No snobbery: new University course delves into pop culture

A Master's degree in Tradition and Popular Culture will allow students to explore less conventional areas of study.

From Dante to Dracula: a new University course will invite students to delve into both 'high' and 'low' culture.
From Dante to Dracula: a new University course will invite students to delve into both 'high' and 'low' culture.

It may seem like an unorthodox pathway for postgraduate study, but next year's intake of Master's students will have the opportunity to delve into their favourite film, comic book and television characters as part of a new course within the Arts Department of the University of Malta.

Accepting their first batch of students in October of this year, the newly-devised MA in Tradition and Popular Culture will allow students to explore connections between 'high' and 'low' culture - focusing as much on popular and cult literature, films, books and comic books as more 'respected' canonical texts.

Given its wide-ranging scope, the course will incorporate seven departments within the Faculty of Arts, in the aim of taking full advantage of its 'cross-over' appeal.

Speaking to MaltaToday, Deputy Dean of the Arts Faculty Prof. Gloria Lauri Lucente said that, true to form, the course itself arose out of a kind of 'popular demand', in the wake of a push towards an inter-disciplinary approach among Arts departments in the past few years.

"This is the first time that the Faculty of Arts will be embarking on such a cutting-edge initiative by providing students with an opportunity to follow lectures and seminars offered by seven different departments that will be working collaboratively rather than on an individual basis," Lauri Lucente said.

Although students are free to explore pop culture within existing MA programmes forming part of various departments of the University of Malta, this new course aims to provide a more specifically engaged syllabus.

In particular, the course - which will be made available both on a part time and full time basis over three semesters - will provide students with a jumping off point from a number of areas, including: comparative literature, cultural theory, theory of literature, film and the literary canon, Biblical literature, modernist literature, postmodernist literature, the literature of the avant-garde, the aesthetics of decline, representations of the Mediterranean, the translation of canonical and popular texts.

But while it appears that one of the aims of the course is to 'democratise' how we talk about popular culture versus its more vaunted counterpart, the title of the course itself implies that the two are still separate entities, and that we're hardwired to experience them with a different yardstick.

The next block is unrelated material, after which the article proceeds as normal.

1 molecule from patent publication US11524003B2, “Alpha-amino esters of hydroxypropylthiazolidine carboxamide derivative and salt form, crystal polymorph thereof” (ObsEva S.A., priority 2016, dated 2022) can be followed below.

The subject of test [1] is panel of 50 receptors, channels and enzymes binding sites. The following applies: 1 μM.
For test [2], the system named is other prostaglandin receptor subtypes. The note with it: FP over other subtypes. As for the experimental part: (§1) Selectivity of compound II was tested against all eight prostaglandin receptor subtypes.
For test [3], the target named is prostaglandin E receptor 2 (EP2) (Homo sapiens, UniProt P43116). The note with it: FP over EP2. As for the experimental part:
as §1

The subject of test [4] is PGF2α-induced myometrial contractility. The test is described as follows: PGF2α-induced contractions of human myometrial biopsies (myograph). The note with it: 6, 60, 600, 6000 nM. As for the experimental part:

According to Lauri Lucente, this rift - be it real or imaginary - is one of the key starting points of the course itself.

"While bearing in mind the distinctive connotations that each of these two terms brings into play, the programme will explore the complex engagement of these two conceptual categories with one another and the spaces of theory and critique they share," Lauri Lucente said.

She added that it was important to consider how contemporary culture draws immensely on literary texts which, over time, have acquired a more 'privileged' position.

"The programme will study the permutations and the 'afterlives' of a canonical work such as the Bible and Dante's Divine Comedy as it takes on the cast of a popular text and as it is viewed and rewritten from several angles of interpretation, including non-traditional ones. Or it can take as its starting point the scholarly speculation and popular fascination triggered by such figures as Frankenstein and the zombie and trace their origins to traditional literary works," Lauri Lucente added.

Asked to speculate on some potentially popular topics among students of the course, Lauri Lucente was reluctant to single out specific texts or genres, but believed that students will be intrigued to trace the roots of their favourite pop culture products.

"It is fascinating, for example, to see the metamorphosis that a Homeric figure or the legend of Faust undergoes, and it is equally intriguing to trace the literary roots of, say, the different filmic portrayals of Dracula."

The course is not just limited to language and literature graduates - but welcomes Honours graduates (Second Class or better) as well as all those holding an Ordinary degree at Category II or better.

 For more information, log on to the course description.